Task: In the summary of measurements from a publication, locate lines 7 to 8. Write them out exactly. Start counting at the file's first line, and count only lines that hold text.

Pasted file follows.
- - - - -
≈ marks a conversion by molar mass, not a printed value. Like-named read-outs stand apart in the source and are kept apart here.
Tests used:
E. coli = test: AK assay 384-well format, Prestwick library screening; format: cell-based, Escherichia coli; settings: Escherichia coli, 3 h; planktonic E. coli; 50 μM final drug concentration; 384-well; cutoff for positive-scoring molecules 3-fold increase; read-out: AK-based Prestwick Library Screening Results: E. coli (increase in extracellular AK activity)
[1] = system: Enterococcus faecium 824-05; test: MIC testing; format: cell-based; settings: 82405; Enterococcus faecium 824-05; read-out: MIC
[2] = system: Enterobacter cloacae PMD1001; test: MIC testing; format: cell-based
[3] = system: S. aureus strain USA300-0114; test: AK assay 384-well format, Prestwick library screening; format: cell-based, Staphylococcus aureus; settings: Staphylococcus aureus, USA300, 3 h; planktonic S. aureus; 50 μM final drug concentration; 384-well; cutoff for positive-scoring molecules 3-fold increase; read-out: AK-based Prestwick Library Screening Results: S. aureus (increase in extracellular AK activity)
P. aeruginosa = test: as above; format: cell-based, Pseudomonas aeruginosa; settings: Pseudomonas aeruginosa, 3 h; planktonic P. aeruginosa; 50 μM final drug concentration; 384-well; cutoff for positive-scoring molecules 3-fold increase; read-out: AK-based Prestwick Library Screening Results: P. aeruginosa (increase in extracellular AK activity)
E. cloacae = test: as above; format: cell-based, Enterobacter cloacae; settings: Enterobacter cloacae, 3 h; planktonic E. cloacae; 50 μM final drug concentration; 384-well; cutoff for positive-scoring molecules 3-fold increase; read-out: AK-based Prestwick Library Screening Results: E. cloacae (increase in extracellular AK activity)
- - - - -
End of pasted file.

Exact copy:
P. aeruginosa = test: as above; format: cell-based, Pseudomonas aeruginosa; settings: Pseudomonas aeruginosa, 3 h; planktonic P. aeruginosa; 50 μM final drug concentration; 384-well; cutoff for positive-scoring molecules 3-fold increase; read-out: AK-based Prestwick Library Screening Results: P. aeruginosa (increase in extracellular AK activity)
E. cloacae = test: as above; format: cell-based, Enterobacter cloacae; settings: Enterobacter cloacae, 3 h; planktonic E. cloacae; 50 μM final drug concentration; 384-well; cutoff for positive-scoring molecules 3-fold increase; read-out: AK-based Prestwick Library Screening Results: E. cloacae (increase in extracellular AK activity)